Standstill Agreement Example

A status quo agreement can be practically an agreement between the parties, in which both parties decide to suspend a specific issue for a specified date. This may be an agreement to defer payments to help a customer overcome strict market conditions. It can also be agreements to stop the production of a product. A status quo agreement can be used as a form of defence of a hostile takeover when a target company receives a commitment from a hostile bidder to limit the amount of shares it buys or holds in the target company. By committing to the promise of the potential acquirer, the target company saves more time to set up new takeover defenses. In many cases, the target company promises in return to repurchase the equity holdings of the potential purchaser for the purpose of an increase. Prior to their accession to the new territories, a status quo agreement was negotiated between India and Densern and the princely states of the British Indian Empire. It was a bilateral form of the agreement. A status quo agreement is a form of anti-support measure. The agreement is particularly relevant because the bidder would have access to the confidential financial information of the entity concerned. After receiving the commitment of the potential purchaser, the target entity has more time to set up additional defence facilities for the acquisition.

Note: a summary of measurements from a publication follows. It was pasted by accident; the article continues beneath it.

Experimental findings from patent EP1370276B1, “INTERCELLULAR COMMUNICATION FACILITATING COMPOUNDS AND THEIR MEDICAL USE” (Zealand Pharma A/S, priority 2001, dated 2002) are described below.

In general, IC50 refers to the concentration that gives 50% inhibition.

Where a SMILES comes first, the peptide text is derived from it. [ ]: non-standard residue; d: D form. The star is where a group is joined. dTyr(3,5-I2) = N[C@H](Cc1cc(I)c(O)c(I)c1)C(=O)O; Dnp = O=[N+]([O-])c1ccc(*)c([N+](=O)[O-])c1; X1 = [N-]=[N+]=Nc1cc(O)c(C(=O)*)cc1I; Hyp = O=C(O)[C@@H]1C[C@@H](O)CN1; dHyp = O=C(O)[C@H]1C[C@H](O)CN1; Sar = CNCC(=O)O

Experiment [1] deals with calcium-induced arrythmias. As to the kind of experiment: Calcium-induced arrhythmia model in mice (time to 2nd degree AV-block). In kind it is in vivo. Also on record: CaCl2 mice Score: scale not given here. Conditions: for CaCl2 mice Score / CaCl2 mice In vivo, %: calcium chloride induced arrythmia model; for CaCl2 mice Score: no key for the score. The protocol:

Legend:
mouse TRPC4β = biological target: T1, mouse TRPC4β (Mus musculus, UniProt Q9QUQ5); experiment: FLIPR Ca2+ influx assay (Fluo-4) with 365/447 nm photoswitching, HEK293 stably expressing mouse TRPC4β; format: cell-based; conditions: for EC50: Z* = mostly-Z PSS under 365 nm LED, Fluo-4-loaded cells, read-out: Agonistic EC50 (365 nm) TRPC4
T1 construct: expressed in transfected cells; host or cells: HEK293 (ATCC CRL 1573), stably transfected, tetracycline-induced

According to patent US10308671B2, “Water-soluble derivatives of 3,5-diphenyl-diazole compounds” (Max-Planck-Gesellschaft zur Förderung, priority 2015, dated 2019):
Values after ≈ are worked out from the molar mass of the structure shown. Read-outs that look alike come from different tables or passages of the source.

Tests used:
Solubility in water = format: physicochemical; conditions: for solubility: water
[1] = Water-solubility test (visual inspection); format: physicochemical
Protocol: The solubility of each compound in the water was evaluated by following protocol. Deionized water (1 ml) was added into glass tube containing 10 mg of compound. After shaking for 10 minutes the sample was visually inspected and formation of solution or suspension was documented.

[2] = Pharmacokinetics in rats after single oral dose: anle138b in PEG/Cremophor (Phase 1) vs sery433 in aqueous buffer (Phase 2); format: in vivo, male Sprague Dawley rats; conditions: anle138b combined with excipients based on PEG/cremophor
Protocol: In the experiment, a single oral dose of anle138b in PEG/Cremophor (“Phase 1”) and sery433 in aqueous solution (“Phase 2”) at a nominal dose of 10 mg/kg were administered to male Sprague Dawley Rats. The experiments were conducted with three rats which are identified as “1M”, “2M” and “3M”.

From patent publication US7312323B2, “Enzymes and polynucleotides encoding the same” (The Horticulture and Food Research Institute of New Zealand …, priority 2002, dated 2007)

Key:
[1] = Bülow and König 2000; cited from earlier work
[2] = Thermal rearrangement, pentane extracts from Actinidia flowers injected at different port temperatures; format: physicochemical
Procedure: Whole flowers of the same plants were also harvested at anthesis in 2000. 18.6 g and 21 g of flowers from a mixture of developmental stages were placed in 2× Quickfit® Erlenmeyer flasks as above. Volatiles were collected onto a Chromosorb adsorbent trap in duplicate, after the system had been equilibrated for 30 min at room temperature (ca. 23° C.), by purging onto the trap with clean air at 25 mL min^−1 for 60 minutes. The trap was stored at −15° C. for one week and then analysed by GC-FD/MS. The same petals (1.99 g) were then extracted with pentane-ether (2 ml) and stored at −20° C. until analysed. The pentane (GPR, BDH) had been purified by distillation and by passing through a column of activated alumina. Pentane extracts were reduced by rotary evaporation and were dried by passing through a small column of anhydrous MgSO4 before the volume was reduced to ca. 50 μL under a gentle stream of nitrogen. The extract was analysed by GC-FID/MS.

In some situations, the target entity agrees to repurchase shares of the target with a premium in return for the potential purchaser. A recent example of two companies that have signed such an agreement is Glencore plc, a Commodities trader based in Switzerland, and Bunge Ltd, an American agricultural commodities trader. In May 2017, Glencore took an informal step to buy Bunge. Shortly thereafter, the parties agreed to a status quo agreement that prevents Glencore from accumulating shares or making a formal offer for Bunge until a later date. During the status quo period, a new agreement is negotiated, which generally changes the original loan repayment plan. This option is used as an alternative to bankruptcy or enforced execution if the borrower cannot repay the loan. The status quo agreement allows the lender to save some value from the loan. In the event of forced execution, the lender must receive nothing. By working with the borrower, the lender can improve its chances of repaying some of the outstanding debt.

A status quo agreement can be reached between a lender and a borrower. It gives the borrower time to restructure its debts. On the other hand, the lender provides for a certain moratorium on the payment of interest or principal loans. The concept of a status quo agreement refers to different forms of agreements that companies can enter into to delay actions that could be taken otherwise. In banking, a status quo agreement between a lender and a borrower terminates the contractual repayment plan of a struggling borrower and imposes certain steps that the borrower must take.